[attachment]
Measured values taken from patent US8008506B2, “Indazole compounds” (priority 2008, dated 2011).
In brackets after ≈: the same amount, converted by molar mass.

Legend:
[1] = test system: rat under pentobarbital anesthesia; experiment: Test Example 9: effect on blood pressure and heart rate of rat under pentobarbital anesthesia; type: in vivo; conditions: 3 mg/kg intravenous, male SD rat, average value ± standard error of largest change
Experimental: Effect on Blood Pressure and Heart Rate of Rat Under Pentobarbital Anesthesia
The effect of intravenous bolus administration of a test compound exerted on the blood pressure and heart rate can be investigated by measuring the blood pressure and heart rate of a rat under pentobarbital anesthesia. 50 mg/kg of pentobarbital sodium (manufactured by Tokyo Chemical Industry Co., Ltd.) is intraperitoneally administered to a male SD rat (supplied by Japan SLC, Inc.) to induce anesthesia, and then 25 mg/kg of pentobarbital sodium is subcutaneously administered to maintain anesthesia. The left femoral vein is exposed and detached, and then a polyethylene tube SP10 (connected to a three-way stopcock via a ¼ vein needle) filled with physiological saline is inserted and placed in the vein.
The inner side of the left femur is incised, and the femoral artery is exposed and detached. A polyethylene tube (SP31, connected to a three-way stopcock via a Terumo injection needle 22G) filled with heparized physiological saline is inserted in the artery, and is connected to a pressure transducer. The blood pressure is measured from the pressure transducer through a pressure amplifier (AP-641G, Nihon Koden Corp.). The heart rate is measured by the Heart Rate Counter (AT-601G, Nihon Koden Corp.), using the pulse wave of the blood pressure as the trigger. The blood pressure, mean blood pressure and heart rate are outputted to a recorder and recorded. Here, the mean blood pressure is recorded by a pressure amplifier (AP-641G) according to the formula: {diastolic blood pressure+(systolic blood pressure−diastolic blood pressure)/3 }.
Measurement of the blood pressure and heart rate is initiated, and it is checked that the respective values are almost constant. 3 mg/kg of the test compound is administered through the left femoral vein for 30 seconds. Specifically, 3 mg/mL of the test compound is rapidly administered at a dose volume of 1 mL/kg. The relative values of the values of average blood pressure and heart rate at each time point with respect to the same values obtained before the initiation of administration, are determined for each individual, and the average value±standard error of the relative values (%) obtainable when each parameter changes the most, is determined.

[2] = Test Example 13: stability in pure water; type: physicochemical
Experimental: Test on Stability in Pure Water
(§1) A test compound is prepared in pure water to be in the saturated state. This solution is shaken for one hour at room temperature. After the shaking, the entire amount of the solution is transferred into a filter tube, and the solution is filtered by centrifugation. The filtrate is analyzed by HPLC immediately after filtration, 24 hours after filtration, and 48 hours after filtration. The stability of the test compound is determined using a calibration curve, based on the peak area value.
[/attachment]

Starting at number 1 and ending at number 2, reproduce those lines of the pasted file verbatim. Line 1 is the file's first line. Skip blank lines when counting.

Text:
Measured values taken from patent US8008506B2, “Indazole compounds” (priority 2008, dated 2011).
In brackets after ≈: the same amount, converted by molar mass.